Ice Age: Collision Course
Mike Thurmeier and Galen T. Chu’s Ice Age: Collision Course is the fifth entry in the Ice Age series and this time, the herd are tasked with saving all life on Earth.
Yes, you read that correctly. This series has gotten so tired and bloated that it has got to this point. How could such a thing be possible you ask? Well, the answer is long, complicated and unnecessary. In short, that pesky Saber-Toothed Squirrel Scrat stumbles across a crashed alien spaceship and causes an asteroid to head right for Earth after he bumbles around the solar system. Buck (Simon Pegg) uncovers some stone tablets that clue him in on how to stop it and enlists the herd on a merry quest to save life as they know it.
While that’s happening, the Mammoths Manny (Ray Romano) and Ellie (Queen Latifah) are having trouble accepting that their daughter Peaches (Keke Palmer) is growing up and wants to go out on her own with her husband to be, Julian (Adam Devine).
A better film would have used this as the focus as this was the strongest material going on here. The idea of parents sitting on the sidelines as their children grow up to the point that they are ready to practice being self sufficient is a great idea, especially for an animated film with a young audience in mind. It’s something that could resonate with both children and parents but it gets buried under everything else that’s going on.
The whole experience is so plodding and unfocused that it’s nearly impossible to become invested in anything that’s going on. The first Ice Age was a fun film with really good characters but this entry definitely shows that the well of ideas has completely dried up. Outside of Manny and Ellie most of the characters have nothing of note to do. Saber-Toothed Tigers Diego (Denis Leary) and Shira (Jennifer Lopez) seem to have discussions about having children of their own but it’s brought up twice and doesn’t really go anywhere. Sid the Sloth (John Leguizamo) is still looking for a mate and fumbles around while being clumsy as well as idiotic so nothing has changed for this character.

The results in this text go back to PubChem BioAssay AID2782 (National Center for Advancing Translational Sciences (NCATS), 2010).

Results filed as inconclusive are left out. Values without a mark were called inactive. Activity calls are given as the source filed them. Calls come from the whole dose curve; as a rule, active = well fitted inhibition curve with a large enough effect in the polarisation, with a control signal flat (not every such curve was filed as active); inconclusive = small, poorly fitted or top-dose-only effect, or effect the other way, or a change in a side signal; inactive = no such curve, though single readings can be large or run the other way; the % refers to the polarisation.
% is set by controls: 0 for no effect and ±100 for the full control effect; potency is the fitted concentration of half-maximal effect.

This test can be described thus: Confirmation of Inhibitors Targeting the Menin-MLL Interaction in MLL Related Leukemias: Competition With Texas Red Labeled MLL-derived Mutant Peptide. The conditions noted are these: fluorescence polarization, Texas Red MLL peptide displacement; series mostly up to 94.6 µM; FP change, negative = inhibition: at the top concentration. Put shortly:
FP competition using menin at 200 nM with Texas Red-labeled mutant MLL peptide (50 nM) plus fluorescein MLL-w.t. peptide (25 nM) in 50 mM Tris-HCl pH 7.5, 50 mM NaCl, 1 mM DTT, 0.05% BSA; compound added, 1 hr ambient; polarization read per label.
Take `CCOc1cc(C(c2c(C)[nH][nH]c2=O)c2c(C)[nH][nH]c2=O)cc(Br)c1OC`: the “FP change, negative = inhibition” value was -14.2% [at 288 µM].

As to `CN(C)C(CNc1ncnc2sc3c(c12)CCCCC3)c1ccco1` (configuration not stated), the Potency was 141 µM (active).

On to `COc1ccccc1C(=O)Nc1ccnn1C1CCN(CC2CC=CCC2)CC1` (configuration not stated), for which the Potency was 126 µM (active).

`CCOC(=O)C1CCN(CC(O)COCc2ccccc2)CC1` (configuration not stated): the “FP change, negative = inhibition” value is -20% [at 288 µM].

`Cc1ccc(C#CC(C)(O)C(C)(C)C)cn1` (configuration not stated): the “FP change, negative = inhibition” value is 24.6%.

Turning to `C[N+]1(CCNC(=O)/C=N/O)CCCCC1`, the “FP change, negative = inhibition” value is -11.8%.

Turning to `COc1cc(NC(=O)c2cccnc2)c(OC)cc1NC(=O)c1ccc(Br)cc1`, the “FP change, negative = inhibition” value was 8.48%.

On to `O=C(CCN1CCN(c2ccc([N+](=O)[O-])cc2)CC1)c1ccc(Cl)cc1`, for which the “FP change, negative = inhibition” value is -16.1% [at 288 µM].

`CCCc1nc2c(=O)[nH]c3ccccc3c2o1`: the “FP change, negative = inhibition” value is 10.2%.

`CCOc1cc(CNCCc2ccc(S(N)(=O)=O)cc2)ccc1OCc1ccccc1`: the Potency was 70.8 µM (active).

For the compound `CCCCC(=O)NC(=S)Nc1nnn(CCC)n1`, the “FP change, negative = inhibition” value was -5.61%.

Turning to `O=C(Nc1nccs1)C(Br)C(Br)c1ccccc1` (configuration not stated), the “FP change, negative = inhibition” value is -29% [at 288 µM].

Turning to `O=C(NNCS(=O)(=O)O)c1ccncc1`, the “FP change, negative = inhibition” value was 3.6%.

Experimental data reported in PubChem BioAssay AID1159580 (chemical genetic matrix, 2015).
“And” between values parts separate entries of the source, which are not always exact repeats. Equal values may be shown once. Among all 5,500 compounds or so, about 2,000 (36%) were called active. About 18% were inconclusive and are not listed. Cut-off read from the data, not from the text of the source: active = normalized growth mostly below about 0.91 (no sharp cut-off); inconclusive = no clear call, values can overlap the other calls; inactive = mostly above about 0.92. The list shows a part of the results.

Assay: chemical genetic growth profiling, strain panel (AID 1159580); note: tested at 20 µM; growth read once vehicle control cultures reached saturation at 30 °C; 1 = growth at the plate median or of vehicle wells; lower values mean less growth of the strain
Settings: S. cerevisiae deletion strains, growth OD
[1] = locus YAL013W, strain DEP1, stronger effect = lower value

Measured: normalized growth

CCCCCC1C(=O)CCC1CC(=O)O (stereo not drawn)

A group of Dino-Birds lead by Gavin (Nick Offerman) are what passes for villains in this film. Offerman’s vocal performance is completely on point but the characters are completely pointless. The giant asteroid threatening to wipe out all life on Earth was enough of a threat without having these characters slowing the pace of the film down.
I’m being very hard on this film but I imagine that young children will love it. There are a lot of slapstick gags where people get hit in the face by things for example as well as pop culture references that went over my head but are probably intended for a younger audience. There are some attempts to connect with the adults but they are less than frequent and really didn’t work for me. Ultimately this is a franchise that should be allowed to go extinct while it still has some dignity left.
A pointless sequel to a series that was once a lot of fun. The story is overly complicated and boring with characterisation that fails to impress as well. Lot of the humour will appeal to the very young but there’s nothing here that hasn’t been done better elsewhere. The best thing for this franchise is to be left in the past where it belongs.
- hints at interesting character stories
- some jokes that work for younger people
- an overly complicated and boring story
- a lack of focus to the narrative
- poor characterisation
- underdeveloped ideas